Indiana Coronavirus Cases

Data is updated nightly.

Cases: 660942

Reported Deaths: 12556
CountyCasesDeaths
Marion905601638
Lake48352874
Allen35762635
Hamilton32026396
St. Joseph29865511
Elkhart25350414
Vanderburgh21225377
Tippecanoe19977200
Johnson16319356
Porter15938269
Hendricks15801300
Clark11928180
Madison11730316
Vigo11578229
Monroe10312161
Delaware9830179
LaPorte9755196
Howard9047196
Kosciusko8549109
Bartholomew7440147
Warrick7403150
Hancock7394130
Floyd7189169
Wayne6630191
Grant6422157
Morgan6075125
Boone607288
Dubois5895111
Dearborn546866
Cass543399
Henry541793
Marshall5417104
Noble508578
Jackson464366
Shelby460190
Lawrence4179111
Gibson400881
Harrison398763
Clinton395053
Montgomery386283
DeKalb384678
Miami356763
Knox356485
Whitley348936
Huntington342376
Steuben337855
Wabash330876
Putnam329459
Ripley326861
Adams322549
Jasper315443
White297252
Jefferson294473
Daviess285396
Fayette271456
Decatur270488
Greene261280
Posey260531
Wells257674
Scott249950
Clay240844
LaGrange240770
Randolph225576
Spencer217030
Jennings214744
Washington210427
Sullivan203139
Fountain201142
Starke187951
Owen181953
Fulton178237
Jay177628
Carroll176418
Perry173235
Orange171150
Rush164322
Vermillion160242
Franklin159335
Tipton146141
Parke138815
Pike127432
Blackford120627
Pulaski106444
Newton96531
Brown94939
Benton91813
Crawford90313
Martin80014
Warren75513
Switzerland7537
Union67110
Ohio53211
Unassigned0431

Ohio Coronavirus Cases

Data is updated nightly.

Cases: 966154

Reported Deaths: 17237
CountyCasesDeaths
Franklin1116881202
Cuyahoga953321735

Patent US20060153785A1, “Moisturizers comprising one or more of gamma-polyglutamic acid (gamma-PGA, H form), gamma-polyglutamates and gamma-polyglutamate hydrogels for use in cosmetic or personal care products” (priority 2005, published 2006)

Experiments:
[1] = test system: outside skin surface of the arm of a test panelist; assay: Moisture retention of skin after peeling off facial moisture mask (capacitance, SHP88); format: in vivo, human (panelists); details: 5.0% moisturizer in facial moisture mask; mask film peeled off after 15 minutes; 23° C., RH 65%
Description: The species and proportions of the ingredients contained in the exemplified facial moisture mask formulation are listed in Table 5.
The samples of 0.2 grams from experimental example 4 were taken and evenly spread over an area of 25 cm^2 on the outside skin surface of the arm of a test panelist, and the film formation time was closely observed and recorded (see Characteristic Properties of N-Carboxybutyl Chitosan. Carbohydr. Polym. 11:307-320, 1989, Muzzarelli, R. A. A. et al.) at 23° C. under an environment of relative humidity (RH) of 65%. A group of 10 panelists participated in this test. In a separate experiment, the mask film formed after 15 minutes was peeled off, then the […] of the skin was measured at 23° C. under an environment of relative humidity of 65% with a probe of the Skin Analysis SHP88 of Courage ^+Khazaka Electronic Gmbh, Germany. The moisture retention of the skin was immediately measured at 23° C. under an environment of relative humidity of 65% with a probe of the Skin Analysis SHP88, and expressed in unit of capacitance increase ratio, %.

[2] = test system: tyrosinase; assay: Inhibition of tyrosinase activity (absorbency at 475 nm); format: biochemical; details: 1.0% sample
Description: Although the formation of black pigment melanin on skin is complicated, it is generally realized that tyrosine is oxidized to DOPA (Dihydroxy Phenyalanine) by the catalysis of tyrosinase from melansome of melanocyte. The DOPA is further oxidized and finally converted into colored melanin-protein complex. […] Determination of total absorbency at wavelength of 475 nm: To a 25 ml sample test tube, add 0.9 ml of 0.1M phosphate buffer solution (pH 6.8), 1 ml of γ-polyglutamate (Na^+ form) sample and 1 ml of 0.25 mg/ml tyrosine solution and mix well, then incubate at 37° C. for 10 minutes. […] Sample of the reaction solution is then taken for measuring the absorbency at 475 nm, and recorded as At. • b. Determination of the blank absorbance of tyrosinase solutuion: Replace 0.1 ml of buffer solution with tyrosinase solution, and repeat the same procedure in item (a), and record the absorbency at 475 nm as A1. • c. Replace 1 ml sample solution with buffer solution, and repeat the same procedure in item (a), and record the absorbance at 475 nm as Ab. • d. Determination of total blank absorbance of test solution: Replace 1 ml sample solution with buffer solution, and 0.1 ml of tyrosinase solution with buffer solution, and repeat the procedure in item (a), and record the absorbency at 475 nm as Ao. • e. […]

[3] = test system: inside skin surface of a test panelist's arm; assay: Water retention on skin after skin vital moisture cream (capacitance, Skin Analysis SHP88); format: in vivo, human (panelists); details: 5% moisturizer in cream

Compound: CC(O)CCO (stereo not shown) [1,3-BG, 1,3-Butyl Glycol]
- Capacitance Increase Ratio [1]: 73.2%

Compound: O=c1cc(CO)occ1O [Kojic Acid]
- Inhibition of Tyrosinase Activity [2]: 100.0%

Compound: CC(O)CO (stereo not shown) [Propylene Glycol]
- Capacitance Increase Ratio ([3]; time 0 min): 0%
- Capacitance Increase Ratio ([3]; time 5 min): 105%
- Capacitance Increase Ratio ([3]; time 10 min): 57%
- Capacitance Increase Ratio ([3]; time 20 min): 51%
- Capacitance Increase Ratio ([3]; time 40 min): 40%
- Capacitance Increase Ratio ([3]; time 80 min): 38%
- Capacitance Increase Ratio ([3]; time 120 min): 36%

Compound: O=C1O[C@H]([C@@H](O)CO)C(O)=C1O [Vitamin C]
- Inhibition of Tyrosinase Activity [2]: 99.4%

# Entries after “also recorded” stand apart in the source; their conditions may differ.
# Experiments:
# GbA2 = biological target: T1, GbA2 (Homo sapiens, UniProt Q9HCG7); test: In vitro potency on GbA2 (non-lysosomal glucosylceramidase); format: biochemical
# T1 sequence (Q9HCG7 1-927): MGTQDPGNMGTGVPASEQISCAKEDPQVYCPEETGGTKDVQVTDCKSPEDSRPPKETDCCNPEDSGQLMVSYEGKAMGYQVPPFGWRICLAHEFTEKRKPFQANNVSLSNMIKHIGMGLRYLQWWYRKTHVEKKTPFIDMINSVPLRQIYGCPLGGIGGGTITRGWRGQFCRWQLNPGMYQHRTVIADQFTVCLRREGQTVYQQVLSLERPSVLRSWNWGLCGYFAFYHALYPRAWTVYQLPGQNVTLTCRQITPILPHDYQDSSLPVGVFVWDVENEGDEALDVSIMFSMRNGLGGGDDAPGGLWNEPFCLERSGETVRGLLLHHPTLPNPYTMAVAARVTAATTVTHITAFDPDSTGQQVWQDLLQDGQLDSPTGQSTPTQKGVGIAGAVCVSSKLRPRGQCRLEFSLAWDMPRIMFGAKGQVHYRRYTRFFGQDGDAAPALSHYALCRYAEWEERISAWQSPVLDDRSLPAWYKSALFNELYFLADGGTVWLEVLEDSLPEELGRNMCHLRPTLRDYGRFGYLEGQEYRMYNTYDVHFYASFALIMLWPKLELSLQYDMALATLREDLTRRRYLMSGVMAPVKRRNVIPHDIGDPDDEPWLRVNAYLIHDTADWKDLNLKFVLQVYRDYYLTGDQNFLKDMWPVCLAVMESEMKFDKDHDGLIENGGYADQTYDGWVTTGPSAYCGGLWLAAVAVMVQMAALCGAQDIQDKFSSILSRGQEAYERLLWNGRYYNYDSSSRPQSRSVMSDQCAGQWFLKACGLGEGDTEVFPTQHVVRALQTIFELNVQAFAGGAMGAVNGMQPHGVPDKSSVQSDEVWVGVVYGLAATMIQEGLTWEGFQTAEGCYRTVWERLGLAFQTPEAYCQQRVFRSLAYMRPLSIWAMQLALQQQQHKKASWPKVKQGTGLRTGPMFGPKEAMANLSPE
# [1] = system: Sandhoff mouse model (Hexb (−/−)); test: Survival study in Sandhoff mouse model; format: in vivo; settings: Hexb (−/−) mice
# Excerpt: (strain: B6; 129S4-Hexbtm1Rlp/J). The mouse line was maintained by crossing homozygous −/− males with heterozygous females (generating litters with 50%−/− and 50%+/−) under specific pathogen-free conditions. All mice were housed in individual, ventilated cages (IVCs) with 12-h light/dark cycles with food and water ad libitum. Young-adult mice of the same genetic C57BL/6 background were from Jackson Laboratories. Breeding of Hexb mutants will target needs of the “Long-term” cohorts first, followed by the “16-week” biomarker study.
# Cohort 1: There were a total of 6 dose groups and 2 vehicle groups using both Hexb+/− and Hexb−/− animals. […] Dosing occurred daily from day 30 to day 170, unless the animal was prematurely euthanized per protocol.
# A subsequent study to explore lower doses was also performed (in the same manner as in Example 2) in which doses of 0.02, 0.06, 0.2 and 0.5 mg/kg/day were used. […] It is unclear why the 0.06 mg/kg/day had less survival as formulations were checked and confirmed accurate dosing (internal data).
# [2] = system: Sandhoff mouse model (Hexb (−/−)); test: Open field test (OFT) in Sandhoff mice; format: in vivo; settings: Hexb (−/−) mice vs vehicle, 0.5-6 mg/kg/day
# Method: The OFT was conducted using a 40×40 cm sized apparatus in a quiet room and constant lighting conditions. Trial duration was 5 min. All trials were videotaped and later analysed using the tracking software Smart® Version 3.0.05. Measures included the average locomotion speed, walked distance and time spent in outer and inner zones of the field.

Hamilton73102963
Montgomery47187886
Summit40041955
Butler35377468
Lucas35149761
Stark29267838
Warren22334274
Lorain21938389
Mahoning19373541
Lake18335305
Clermont18304210
Delaware16385135
Licking14923200
Fairfield14476157
Trumbull14270461
Greene13536213
Medina13327218
Clark12210335
Wood11481193
Portage10958159
Allen10761235
Richland10236205
Miami9999189
Muskingum8139129
Columbiana8094182
Pickaway8022101
Tuscarawas8012235
Marion7973137
Wayne7843219
Erie6852184
Ross6114136
Geauga6036128
Hancock5973112
Ashtabula5928144
Scioto5911104
Lawrence522474
Union509752
Darke5021124
Belmont490189
Huron4776117
Jefferson4770108
Sandusky475595
Seneca4648103
Athens461232
Washington459387
Mercer4581101
Auglaize454898
Shelby440769
Knox400586
Putnam3982101
Madison391447
Ashland378395
Fulton377564
Defiance3706102
Brown368842
Crawford356196
Logan352959
Preble352471
Clinton339364
Highland326855
Ottawa322367
Williams301477
Jackson288556
Guernsey285734
Champaign285146
Fayette267644
Perry267143
Morrow258925
Henry245465
Hardin243656
Holmes2430104
Coshocton233847
Van Wert228849
Gallia221346
Adams215432
Pike214428
Wyandot209053
Hocking193449
Carroll180228
Paulding159623
Meigs134637
Noble128442
Monroe116036
Morgan100534
Harrison100132
Vinton76615
Unassigned00
Fort Wayne
Mostly Cloudy
60° wxIcon
Hi: 62° Lo: 38°
Feels Like: 60°
Angola
Mostly Cloudy
57° wxIcon
Hi: 56° Lo: 36°
Feels Like: 57°
Huntington
Partly Cloudy
61° wxIcon
Hi: 62° Lo: 39°
Feels Like: 61°
Fort Wayne
Partly Cloudy
60° wxIcon
Hi: 61° Lo: 38°
Feels Like: 60°
Lima
Partly Cloudy
57° wxIcon
Hi: 61° Lo: 37°
Feels Like: 57°
Scattered Rain Sunday
WFFT Radar
WFFT Temperatures
WFFT National

Community Events